I did not. Part of is that as being on a PhD stipend, I was contractually obligated to not work on a part time job for more than 20hrs per month. Also, being in medical research with the irregular lab hours, made it difficult to have an outside job to begin with. That being said, some of my lab mates were able to find some work as private tutors. One is currently teaching 1-2 classes per week at a gym.

    Did you act as a student ambassador for any of the open days? Were you more involved as a post grad?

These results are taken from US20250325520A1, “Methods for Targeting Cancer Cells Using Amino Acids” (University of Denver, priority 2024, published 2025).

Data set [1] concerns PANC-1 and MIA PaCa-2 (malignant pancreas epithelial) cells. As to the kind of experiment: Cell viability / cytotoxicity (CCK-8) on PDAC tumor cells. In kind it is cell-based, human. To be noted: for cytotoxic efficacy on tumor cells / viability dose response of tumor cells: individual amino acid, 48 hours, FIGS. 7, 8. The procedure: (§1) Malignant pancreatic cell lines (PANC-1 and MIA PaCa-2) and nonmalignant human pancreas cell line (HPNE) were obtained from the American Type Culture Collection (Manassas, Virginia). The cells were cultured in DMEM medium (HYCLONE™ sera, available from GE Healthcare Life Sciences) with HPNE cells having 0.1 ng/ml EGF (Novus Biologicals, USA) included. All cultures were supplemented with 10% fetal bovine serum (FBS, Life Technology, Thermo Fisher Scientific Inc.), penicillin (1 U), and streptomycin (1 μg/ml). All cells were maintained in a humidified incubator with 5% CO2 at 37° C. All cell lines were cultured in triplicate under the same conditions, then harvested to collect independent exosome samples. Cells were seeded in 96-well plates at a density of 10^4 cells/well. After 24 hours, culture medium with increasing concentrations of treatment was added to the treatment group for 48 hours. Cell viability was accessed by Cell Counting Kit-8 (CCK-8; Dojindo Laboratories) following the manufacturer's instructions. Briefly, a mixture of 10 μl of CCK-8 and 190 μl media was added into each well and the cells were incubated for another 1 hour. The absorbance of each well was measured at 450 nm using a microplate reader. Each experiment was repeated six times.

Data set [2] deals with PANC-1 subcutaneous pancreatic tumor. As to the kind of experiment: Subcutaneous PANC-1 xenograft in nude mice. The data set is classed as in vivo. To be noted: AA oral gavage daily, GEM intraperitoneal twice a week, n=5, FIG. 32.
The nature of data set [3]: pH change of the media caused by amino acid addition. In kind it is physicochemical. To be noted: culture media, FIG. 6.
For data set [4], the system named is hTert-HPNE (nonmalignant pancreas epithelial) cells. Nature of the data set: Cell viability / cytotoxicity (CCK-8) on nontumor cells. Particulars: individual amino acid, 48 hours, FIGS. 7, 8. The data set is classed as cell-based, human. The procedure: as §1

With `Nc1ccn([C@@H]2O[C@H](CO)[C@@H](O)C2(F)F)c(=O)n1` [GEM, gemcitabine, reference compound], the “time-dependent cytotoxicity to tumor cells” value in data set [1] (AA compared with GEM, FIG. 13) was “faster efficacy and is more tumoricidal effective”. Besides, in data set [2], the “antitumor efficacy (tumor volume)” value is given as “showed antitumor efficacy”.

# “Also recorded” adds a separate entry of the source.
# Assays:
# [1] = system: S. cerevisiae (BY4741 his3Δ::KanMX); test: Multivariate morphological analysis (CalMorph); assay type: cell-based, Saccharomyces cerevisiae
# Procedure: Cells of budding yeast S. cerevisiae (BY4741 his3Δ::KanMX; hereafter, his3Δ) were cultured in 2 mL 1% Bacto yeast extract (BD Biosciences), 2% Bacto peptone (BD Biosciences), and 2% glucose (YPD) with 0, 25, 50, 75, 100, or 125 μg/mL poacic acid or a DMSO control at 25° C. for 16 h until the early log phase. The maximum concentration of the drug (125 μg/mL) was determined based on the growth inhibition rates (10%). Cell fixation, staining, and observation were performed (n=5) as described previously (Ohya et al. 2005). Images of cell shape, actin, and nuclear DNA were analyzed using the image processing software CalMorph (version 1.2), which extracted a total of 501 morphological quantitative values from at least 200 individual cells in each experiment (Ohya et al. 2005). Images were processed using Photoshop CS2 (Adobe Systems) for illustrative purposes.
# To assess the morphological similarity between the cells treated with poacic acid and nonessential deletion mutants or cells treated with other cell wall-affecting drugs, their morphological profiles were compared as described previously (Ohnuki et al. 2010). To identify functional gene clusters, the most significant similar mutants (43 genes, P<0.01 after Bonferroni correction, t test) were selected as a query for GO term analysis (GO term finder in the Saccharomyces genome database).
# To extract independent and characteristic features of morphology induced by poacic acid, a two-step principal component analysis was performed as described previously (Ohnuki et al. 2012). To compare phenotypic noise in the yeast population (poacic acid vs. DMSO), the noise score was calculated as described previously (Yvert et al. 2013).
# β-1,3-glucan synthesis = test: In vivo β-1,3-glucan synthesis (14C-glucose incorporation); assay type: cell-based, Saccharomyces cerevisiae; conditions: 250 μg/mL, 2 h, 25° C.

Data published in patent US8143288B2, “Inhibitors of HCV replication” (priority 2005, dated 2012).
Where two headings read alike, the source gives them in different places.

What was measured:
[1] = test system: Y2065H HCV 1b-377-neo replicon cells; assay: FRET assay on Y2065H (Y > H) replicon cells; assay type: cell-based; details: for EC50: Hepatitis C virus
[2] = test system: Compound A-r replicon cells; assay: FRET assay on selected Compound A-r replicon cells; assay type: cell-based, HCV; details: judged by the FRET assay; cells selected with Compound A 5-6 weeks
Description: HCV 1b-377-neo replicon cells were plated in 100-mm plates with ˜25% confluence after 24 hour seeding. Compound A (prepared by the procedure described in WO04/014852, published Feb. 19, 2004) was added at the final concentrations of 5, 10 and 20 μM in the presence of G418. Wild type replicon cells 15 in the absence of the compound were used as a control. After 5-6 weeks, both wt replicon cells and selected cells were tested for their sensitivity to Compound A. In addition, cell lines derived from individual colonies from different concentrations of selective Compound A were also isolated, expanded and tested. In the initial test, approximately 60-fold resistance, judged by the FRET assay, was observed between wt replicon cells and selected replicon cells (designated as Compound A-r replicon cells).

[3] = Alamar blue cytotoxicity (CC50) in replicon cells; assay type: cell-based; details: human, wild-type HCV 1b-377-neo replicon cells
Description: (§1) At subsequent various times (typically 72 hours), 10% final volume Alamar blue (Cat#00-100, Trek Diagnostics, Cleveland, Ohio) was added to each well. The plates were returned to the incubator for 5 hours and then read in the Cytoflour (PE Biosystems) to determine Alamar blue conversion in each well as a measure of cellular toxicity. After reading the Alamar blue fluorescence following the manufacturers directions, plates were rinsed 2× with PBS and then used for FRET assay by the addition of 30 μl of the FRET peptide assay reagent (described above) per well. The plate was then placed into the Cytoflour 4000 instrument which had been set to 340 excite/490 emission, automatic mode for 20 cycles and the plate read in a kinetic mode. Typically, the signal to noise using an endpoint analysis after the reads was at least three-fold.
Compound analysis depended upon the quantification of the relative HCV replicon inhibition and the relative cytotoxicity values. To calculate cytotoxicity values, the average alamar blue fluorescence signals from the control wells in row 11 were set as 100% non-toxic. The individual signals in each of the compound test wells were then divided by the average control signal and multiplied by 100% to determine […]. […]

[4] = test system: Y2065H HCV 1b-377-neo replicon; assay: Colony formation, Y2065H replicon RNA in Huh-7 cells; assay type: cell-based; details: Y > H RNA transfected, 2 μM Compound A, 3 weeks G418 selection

I did not act as a student ambassador as an undergraduate, but was required to do so as a PhD student. These events were for undergraduate open days (I don't think my university has PG open days). Most of it was showing prospective undergraduates the fancy toys available for research in the core facilities. Potential undergraduates would ask about potential careers after their B.Sc. There were occasional secondary students who would ask about enrolling in a PhD after they finished their Bachelor's.